So, you love an addict. You think you can change them. You whole heartedly believe that your “love” will make them want to change.
Let me tell you why ~
1. Their addiction will ALWAYS come first. Whatever they do, including trying to behave for you, revolves around their addition. They will “act” like they’re ok to throw you off about what is really going on. Listen to me – IT IS AN ACT. It is one that they have repeated throughout their lives to get what they want – their fix (alcohol, drugs, etc).
Once again, it is an act. Unless they check themselves into rehab, they’re NOT trying to get better and they don’t want to get better.
2. They will lie, cheat and steal from you EVERY TIME. When you begin to think they’re getting better and let your guard down, they will lie, cheat and steal from YOU – the person who is trying to help them.
I want you to think about that. You are trying to help them and they are bascially flipping you off and laughing at you while they F**K you over.
They know, because you are a good person (which you have repeatedly pointed out to them) that you probably won’t just walk away.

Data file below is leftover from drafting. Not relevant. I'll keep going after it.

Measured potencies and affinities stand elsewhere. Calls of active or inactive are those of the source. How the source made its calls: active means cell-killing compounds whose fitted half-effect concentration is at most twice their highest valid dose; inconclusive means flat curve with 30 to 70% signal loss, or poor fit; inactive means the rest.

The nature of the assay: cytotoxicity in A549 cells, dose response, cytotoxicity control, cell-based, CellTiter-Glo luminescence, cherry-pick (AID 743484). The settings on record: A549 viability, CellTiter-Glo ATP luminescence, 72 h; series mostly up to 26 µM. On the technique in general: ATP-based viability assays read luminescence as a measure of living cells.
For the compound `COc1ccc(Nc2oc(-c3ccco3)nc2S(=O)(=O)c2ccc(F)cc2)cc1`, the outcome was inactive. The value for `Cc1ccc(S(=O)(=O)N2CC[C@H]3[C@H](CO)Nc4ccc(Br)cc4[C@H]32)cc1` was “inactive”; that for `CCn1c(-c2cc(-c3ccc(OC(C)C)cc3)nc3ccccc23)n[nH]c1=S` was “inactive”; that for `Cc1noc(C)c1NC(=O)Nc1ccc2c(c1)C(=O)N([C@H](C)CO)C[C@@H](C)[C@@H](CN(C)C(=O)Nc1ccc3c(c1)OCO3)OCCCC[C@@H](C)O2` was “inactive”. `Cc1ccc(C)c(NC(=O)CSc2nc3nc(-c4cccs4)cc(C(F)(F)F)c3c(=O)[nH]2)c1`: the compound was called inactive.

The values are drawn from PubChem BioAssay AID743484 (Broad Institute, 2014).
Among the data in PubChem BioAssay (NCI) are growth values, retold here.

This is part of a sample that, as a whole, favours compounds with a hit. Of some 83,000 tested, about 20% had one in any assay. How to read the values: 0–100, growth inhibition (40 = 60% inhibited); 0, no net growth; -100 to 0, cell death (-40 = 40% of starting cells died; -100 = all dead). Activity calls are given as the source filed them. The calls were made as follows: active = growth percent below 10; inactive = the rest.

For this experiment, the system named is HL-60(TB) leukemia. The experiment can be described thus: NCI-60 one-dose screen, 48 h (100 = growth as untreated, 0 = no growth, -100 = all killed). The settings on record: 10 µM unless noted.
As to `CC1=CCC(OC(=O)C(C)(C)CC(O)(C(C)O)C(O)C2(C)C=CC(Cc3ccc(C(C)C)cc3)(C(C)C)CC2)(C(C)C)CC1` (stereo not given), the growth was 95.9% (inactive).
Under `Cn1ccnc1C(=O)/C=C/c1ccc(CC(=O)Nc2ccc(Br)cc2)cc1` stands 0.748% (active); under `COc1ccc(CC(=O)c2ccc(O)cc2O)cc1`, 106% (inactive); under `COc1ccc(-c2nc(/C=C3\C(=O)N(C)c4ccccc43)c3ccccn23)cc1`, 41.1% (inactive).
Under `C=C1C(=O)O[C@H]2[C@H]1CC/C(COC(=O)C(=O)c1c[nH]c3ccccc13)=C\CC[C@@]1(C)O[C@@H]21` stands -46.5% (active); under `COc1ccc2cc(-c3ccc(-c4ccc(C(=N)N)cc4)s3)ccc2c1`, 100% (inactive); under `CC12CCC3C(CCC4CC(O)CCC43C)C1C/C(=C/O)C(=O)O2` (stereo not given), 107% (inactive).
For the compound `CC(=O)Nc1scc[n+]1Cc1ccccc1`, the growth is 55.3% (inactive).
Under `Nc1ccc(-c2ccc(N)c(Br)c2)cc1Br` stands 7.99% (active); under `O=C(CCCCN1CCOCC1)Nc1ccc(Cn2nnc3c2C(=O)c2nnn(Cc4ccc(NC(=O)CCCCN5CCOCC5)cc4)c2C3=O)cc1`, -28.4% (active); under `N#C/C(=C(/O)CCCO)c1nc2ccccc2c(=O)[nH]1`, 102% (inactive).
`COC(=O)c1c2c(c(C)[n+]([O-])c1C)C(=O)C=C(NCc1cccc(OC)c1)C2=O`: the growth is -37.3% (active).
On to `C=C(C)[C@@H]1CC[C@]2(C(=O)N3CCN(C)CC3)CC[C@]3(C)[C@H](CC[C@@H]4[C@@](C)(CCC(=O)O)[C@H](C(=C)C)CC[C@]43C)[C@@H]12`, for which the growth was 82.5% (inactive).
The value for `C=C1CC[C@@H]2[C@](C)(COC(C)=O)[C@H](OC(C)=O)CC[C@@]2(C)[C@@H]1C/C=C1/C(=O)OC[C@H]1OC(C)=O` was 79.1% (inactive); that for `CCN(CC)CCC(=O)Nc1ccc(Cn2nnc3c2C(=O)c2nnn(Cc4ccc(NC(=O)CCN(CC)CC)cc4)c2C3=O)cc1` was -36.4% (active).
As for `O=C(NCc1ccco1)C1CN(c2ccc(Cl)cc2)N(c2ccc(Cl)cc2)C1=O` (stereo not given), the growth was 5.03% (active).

What should you do then?
WALK AWAY…..no better yet, sprint away.
Here is what is going to happen if you don’t:
~ Your friends and family will get sick of it. They’ve tried to tell you whats happening but you continually make EXCUSES for the addict. If you’re lucky, when all is said and done, you’ll still have a few people standing by you. Some aren’t that lucky – the addict tries to drive everyone else in your life away.
Don’t let them.
~ The addict will literally drain you – emotionally, physically, financially and spiritually. You will eventually just be too tired to fight it.
Is that truly how you want to live? Do you want to spend the rest of your life parked in that particular rut?
I don’t – life is too short as it is.
So, what can you do?
First, you have to be done with it. YOU have to be done with it – not your friends or family – YOU.
It’s going to be difficult to end it because you’re going to feel guilty (there’s that damn word again). It’s going to hurt, you’re going to be sad but you have to remove yourself from the addict. Period. You need to save yourself – they’re not going to.
If they decide to go get help, good. Make them prove it – make them show you that they intend to work on it. But don’t let them back into your life until they follow through. They’ll make all kinds of promises (because thats just what they do). Actions speak louder than words.
You also need help. Go see a counselor, talk to your pastor, read a few books. One of my favorites is “Co-dependent No More” (http://www.amazon.com/Codependent-No-More-Controlling-Yourself/dp/0894864025/ref=sr_1_1?ie=UTF8&qid=1454945465&sr=8-1&keywords=codependent+no+more+by+melody+beattie) – you can get it on audiobook from Audible.